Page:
Justin Kan, Atrium. (Photo: Josh Hallett/Wikimedia)

 

In spite of the ample wealth and glaring need for updated technology infrastructure in the legal vertical, venture capitalists have been slow to invest in legal technology startups. But because traditional lines to venture capital have been complicated by investor hesitancy about the market, legal technology startups looking to raise funds have begun experimenting with new ways of generating capital.

Though there’ve been an increasing number of small deals, which may highlight renewed interest in the market, the total amount of funding moving into the legal technology space has slowed since 2015 according to CB Insights reports. Startup founders have begun to look for new approaches to court or skirt venture capital. Alma Asay, founder of litigation technology company Allegory Law, recently closed a $500,000 convertible debt funding round by looking to the network of attorneys and technologists she’d grown since starting her company.

Two newer startups, Separate.us and Atrium, are looking to try different approaches as well:

Tapping the Crowd: Separate.Us

When Sandro Tuzzo started seeking funding for his divorce process platform Separate.Us , he found himself “going to venture capital firms and acting like I’m the world’s next Uber,” something that didn’t at all resonate with his product or his market. With a niche product in an already limited legal market, Tuzzo struggled to make investors see the potential billion dollar buyout they are accustomed to looking for.

Instead, Tuzzo has opted to raise a $500,000 round on SeedInvest, a crowdfunding investment platform, which he believes is a first among legal technology startups.

Equity crowdfunding differs from crowdfunding platforms like Kickstarter and GoFundMe, which give users the ability to donate money to a project. SeedInvest, the platform Tuzzo chose for his investment round, takes minimum contributions of $1,000 from users, even those who are not accredited investors, in exchange for a small piece of company equity.

Though the funding round is not yet live, SeedInvest allows users to reserve investments in the round. Tuzzo said that the company has received about $100,000 in reservations from investors to date, at least a few of which he recognized to be lawyers.

Though attorneys aren’t exactly overrepresented in the investor class, Tuzzo finds that attorneys have expressed a strong interest in his product, even with its potential to claim some of their client base. And unlike professional investors, potential investors from the attorney set tend to be more interested in the startup’s approach than its potential to explode into millions.

“They know the problem, and they know the market,” Tuzzo said.

Especially for Bay Area attorneys, who watch and often deal with startup investments and watch small bits of equity bloom into cash cows, Tuzzo believes equity crowdfunding, with its easily managed online platform and low investment threshold, could offer a much easier opportunity for attorneys to get into the investment game. “It does make investing a little more streamlined in an age where everyone wants to do everything on their phone,” he said.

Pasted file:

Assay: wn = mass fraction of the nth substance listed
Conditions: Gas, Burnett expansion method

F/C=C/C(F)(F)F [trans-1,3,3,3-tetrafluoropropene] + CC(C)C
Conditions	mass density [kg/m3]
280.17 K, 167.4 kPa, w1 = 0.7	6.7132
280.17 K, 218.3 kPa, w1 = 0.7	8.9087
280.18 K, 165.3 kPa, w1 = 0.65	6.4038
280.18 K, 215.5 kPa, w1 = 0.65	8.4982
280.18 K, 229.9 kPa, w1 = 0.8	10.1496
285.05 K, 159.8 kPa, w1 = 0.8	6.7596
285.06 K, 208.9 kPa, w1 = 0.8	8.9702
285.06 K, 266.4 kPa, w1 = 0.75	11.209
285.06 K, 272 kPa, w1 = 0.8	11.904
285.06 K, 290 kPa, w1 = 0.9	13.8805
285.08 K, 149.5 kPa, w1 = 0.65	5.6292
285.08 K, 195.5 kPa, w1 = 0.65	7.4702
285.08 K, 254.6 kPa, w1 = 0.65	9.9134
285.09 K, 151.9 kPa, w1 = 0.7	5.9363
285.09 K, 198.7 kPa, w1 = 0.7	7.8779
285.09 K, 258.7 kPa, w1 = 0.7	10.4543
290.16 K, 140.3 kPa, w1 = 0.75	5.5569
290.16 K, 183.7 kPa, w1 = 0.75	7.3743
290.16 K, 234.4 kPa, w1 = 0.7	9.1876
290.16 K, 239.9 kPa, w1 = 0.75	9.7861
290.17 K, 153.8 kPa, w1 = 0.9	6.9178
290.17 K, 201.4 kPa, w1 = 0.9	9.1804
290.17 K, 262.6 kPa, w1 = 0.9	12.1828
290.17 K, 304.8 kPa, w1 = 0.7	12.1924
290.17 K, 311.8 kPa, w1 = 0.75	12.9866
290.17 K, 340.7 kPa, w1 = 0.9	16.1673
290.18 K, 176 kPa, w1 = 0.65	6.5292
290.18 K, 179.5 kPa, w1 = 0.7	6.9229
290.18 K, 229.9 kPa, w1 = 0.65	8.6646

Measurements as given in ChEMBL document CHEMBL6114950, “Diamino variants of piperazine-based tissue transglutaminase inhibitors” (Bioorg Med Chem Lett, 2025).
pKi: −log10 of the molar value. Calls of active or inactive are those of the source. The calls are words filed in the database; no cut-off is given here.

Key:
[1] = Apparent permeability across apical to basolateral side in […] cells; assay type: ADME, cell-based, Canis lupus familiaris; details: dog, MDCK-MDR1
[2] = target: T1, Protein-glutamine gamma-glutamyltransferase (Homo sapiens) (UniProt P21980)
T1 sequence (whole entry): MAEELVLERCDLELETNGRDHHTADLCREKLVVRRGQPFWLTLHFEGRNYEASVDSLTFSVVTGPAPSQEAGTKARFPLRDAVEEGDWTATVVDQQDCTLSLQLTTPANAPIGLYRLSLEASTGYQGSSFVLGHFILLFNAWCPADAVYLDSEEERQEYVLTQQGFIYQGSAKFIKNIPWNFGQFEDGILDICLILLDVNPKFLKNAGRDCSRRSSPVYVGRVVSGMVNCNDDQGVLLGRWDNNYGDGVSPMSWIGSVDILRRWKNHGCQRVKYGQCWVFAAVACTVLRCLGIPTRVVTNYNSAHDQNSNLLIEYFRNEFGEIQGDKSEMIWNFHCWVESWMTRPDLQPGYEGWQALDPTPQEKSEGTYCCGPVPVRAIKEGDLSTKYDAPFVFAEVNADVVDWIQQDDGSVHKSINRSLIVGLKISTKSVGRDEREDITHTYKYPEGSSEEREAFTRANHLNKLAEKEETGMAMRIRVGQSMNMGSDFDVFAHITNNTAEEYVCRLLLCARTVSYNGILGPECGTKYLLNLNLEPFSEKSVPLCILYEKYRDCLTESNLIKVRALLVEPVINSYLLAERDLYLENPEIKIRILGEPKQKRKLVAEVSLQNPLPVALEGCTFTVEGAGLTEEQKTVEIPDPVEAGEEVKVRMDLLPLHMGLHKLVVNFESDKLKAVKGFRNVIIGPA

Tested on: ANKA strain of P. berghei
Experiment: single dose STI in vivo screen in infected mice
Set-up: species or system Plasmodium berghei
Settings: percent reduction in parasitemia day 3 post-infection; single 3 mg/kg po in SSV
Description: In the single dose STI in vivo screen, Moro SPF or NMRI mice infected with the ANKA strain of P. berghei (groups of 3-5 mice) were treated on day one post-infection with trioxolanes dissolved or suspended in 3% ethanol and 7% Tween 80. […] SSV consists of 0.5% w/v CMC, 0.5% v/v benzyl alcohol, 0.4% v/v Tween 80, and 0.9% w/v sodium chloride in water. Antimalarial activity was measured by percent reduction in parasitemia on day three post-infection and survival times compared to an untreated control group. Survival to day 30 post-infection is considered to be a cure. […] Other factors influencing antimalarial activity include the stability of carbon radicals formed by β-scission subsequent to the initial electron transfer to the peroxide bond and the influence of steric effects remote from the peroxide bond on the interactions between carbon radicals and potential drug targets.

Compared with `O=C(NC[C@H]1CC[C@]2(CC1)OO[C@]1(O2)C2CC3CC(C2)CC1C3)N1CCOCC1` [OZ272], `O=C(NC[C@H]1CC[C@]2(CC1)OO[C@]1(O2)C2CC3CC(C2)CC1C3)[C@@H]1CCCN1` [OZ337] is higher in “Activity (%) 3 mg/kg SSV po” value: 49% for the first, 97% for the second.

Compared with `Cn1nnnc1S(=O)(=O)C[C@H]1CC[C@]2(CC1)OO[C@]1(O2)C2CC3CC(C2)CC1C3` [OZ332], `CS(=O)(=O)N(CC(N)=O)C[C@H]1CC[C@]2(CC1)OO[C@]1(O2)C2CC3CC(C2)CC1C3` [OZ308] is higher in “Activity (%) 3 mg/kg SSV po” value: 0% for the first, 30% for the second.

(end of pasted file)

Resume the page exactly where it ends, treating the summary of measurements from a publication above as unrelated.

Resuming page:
The investment process from the company side, even with willing investors, didn’t particularly impress Tuzzo. The pre-seed funding round he put together under advisement from attorneys “seemed very unofficial and clunky,” and largely consisted of sending PDF files of Word documents back and forth. Because SeedInvest is web-based, they’ve built all the paperwork required to formalize investments directly into their platform, making for a much more modern investing process.

The Household Name: Atrium LTS

Justin Kan, Twitch founder and Y-Combinator mentor, announced this month that he planned to jump into the legal technology space. The company he’ll launch, Atrium LTS, is seeking a $10 million initial funding round led by General Catalyst.

The $10 million Atrium is looking for is unusually high in the legal tech market, let alone for an initial funding round. Legal research platform Casetext recently completed a $12 million funding round, one of the biggest investments in the legal vertical to date, but the investment was a Series B round; its seed round in 2013 closed at just $1.3 million.

It’s likely that Kan’s success in the tech community overall is buoying his investment goals. He’s been a part of two $1 billion exits to date and has attached his name to a number of strong Bay Area startups . Kan’s track record has made him something of a household name in Silicon Valley, which may be the ultimate currency in the tech market.

Kan is not a lawyer himself, but given his relative Silicon Valley success, he’s likely been party to a pretty sizable number of legal matters. TechCrunch reports that he’s also teamed up with Orrick, Herrington & Sutcliffe attorney Augie Rakow and AttorneyFee founder BeBe Chueh for legal guidance.

The team behind Atrium has been fairly tight-lipped about the exact approach the company will take, and no one I reached out to on the Atrium team responded to my request for comment. Kan’s blog, however, put out a call for engineers who are “passionate about creating highly-usable web applications that are crucial to the operations of a law firm,” including “building workflow efficiency tools for lawyers, client-facing dashboards, and public-facing tools.”

This description alone makes Atrium LTS sound like a fairly typical legal tech company. Dashboards aren’t exactly making news these days, but we have yet to see whether the product the company eventually releases merits the large investment it’s seeking.